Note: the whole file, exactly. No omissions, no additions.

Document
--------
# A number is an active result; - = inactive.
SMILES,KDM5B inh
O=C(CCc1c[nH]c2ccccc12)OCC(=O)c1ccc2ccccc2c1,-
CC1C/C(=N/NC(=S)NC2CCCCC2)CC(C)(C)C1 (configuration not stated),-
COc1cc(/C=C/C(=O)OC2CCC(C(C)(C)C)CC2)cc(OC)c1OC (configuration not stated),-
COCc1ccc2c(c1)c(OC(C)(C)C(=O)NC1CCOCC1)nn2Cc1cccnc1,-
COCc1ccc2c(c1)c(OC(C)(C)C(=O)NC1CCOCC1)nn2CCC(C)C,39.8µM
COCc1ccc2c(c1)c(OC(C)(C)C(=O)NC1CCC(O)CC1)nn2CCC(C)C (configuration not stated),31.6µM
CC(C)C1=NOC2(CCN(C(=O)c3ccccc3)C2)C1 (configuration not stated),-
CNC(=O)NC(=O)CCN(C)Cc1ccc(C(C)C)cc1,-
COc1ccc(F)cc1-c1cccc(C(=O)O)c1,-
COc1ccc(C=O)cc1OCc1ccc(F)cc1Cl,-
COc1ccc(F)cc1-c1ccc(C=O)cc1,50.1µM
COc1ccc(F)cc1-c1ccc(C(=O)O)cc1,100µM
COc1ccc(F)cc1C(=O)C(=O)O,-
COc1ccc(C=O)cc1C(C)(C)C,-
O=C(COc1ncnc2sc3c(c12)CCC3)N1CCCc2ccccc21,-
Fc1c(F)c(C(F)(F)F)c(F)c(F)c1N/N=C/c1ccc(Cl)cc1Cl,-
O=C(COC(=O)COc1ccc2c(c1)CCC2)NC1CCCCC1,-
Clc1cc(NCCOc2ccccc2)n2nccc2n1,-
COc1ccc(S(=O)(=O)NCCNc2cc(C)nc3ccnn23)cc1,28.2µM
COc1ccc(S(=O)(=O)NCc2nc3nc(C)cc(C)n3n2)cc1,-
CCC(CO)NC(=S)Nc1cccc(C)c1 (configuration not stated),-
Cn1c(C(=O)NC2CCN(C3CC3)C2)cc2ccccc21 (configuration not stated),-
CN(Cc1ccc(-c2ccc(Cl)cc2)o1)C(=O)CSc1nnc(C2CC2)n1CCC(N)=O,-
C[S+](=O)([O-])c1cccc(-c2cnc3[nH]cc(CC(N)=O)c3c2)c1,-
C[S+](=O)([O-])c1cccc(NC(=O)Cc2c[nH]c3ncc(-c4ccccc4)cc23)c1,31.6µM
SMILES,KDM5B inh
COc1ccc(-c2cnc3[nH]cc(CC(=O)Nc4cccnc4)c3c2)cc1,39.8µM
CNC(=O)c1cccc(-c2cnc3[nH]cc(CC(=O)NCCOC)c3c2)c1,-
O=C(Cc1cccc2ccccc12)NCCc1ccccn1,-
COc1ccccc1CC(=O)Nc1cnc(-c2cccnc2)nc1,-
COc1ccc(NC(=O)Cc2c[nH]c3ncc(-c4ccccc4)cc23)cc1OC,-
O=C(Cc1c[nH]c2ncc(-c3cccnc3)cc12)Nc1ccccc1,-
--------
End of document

# A number is an active result; - = inactive.
SMILES,KDM5B inh
O=C(CCc1c[nH]c2ccccc12)OCC(=O)c1ccc2ccccc2c1,-
CC1C/C(=N/NC(=S)NC2CCCCC2)CC(C)(C)C1 (configuration not stated),-
COc1cc(/C=C/C(=O)OC2CCC(C(C)(C)C)CC2)cc(OC)c1OC (configuration not stated),-
COCc1ccc2c(c1)c(OC(C)(C)C(=O)NC1CCOCC1)nn2Cc1cccnc1,-
COCc1ccc2c(c1)c(OC(C)(C)C(=O)NC1CCOCC1)nn2CCC(C)C,39.8µM
COCc1ccc2c(c1)c(OC(C)(C)C(=O)NC1CCC(O)CC1)nn2CCC(C)C (configuration not stated),31.6µM
CC(C)C1=NOC2(CCN(C(=O)c3ccccc3)C2)C1 (configuration not stated),-
CNC(=O)NC(=O)CCN(C)Cc1ccc(C(C)C)cc1,-
COc1ccc(F)cc1-c1cccc(C(=O)O)c1,-
COc1ccc(C=O)cc1OCc1ccc(F)cc1Cl,-
COc1ccc(F)cc1-c1ccc(C=O)cc1,50.1µM
COc1ccc(F)cc1-c1ccc(C(=O)O)cc1,100µM
COc1ccc(F)cc1C(=O)C(=O)O,-
COc1ccc(C=O)cc1C(C)(C)C,-
O=C(COc1ncnc2sc3c(c12)CCC3)N1CCCc2ccccc21,-
Fc1c(F)c(C(F)(F)F)c(F)c(F)c1N/N=C/c1ccc(Cl)cc1Cl,-
O=C(COC(=O)COc1ccc2c(c1)CCC2)NC1CCCCC1,-
Clc1cc(NCCOc2ccccc2)n2nccc2n1,-
COc1ccc(S(=O)(=O)NCCNc2cc(C)nc3ccnn23)cc1,28.2µM
COc1ccc(S(=O)(=O)NCc2nc3nc(C)cc(C)n3n2)cc1,-
CCC(CO)NC(=S)Nc1cccc(C)c1 (configuration not stated),-
Cn1c(C(=O)NC2CCN(C3CC3)C2)cc2ccccc21 (configuration not stated),-
CN(Cc1ccc(-c2ccc(Cl)cc2)o1)C(=O)CSc1nnc(C2CC2)n1CCC(N)=O,-
C[S+](=O)([O-])c1cccc(-c2cnc3[nH]cc(CC(N)=O)c3c2)c1,-
C[S+](=O)([O-])c1cccc(NC(=O)Cc2c[nH]c3ncc(-c4ccccc4)cc23)c1,31.6µM
SMILES,KDM5B inh
COc1ccc(-c2cnc3[nH]cc(CC(=O)Nc4cccnc4)c3c2)cc1,39.8µM
CNC(=O)c1cccc(-c2cnc3[nH]cc(CC(=O)NCCOC)c3c2)c1,-
O=C(Cc1cccc2ccccc12)NCCc1ccccn1,-
COc1ccccc1CC(=O)Nc1cnc(-c2cccnc2)nc1,-
COc1ccc(NC(=O)Cc2c[nH]c3ncc(-c4ccccc4)cc23)cc1OC,-
O=C(Cc1c[nH]c2ncc(-c3cccnc3)cc12)Nc1ccccc1,-